What is it?
Differentiation: Imagine sitting in a class like the video above. Would you be engaged in learning? Would you be interested in the lesson? More than likely you wouldn’t be engaged. Differentiation is a way of teaching that draws students in to learning that is individualized for them. It is intentional, small group, data-driven instruction. It is also an ever present battle that teachers fight. How do you provide instruction that meets the needs of every learner in your classroom when each student has unique needs? Teachers can differentiate their instruction in three ways: Content, Delivery, and Assignment. Let’s take a look at each.
Content involves what the students are learning or what is being taught. For teachers in Gwinnett County, this would be the Academic Knowledge and Skills, or AKS. This is where pretests come in handy. Pretests provide data that can let the teacher know if students have the prerequisite skills needed to learn the new AKS, if students need to review content taught in a previous grade level, or if students only need a short introduction before diving deeper into the content. For instance, if students can demonstrate that they have already learned an AKS, then their content can be differentiated by allowing them to go above and beyond or deeper into a content topic.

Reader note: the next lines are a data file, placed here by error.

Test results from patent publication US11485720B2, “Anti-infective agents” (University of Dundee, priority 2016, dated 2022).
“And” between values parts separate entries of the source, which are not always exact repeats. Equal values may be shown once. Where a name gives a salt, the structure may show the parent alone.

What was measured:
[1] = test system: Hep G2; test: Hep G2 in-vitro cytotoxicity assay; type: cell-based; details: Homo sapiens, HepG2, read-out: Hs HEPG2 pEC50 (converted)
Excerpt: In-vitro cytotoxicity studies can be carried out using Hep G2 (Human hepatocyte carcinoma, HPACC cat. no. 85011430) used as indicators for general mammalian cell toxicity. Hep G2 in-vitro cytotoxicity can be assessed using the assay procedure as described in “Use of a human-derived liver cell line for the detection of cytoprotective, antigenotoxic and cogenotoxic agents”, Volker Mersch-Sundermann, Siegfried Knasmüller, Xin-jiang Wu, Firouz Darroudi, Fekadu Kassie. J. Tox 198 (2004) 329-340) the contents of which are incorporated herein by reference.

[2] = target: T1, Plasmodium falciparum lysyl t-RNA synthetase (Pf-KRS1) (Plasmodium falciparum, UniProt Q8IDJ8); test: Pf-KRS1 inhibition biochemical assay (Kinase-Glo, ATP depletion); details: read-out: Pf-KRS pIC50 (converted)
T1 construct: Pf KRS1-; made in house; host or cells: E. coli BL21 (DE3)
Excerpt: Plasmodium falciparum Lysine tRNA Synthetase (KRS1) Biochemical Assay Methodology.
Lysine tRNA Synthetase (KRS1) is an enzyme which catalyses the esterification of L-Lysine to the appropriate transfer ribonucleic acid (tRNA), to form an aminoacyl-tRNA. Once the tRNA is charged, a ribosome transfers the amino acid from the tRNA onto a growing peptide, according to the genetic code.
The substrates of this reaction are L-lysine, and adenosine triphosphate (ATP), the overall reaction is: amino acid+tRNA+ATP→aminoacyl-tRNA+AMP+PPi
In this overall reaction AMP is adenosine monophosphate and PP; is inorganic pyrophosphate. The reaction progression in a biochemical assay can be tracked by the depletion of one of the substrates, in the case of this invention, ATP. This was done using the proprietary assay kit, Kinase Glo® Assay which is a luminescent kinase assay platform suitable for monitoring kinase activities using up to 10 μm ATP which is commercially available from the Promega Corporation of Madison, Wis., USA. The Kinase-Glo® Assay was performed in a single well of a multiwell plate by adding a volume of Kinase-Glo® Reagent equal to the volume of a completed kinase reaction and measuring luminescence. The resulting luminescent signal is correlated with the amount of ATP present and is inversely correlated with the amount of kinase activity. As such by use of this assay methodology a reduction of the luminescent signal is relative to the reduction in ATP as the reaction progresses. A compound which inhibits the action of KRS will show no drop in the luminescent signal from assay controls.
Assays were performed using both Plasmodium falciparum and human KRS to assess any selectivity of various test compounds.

Delivery is how the content is being taught. Many of us are familiar with Howard Gardner’s theory of Multiple Intelligences. It states that each of us learns best in a unique way. See below for a description of each of the learning styles.
For students in our classrooms, many of them identify with more than one learning style. To best differentiate our instruction to fit the needs of our students, we should present new concepts and skills in multiple ways.
Although it takes a lot of planning, it is best when you can deliver content in a way that incorporates many different learning preferences (or styles). Now, that is not to say that each student needs to see and participate in each of the delivery methods. If a student learns best through musical and bodily-kinesthetic activities, they might participate in those rather than the linguistic activity. This is why we call it differentiation. Each student participates in different activities that fit their specific learning needs.
The assignment is the task or product that the student is creating, i.e., how the student will demonstrate their learning. This can be differentiated in many ways. A student who needs frequent breaks might complete small chunks of the assignment at a time with a break in between each chunk. Some assignments might address prerequisite skills while other might be more appropriate for a proficient level learner. Providing assignments at the level of each of our learners prevents frustration from difficult tasks as well as boredom from tasks that are too simple.
Let’s Take A Look
Below is an example of a differentiated lesson.
Call to Action
As an educator you will always have learners with unique needs. What are examples you can share about how you have differentiated in the past? How will you differentiate to meet the needs of all your students? What are your goals for differentiating in the next school year? Share your answers to these questions in a comment below and let’s learn from each other!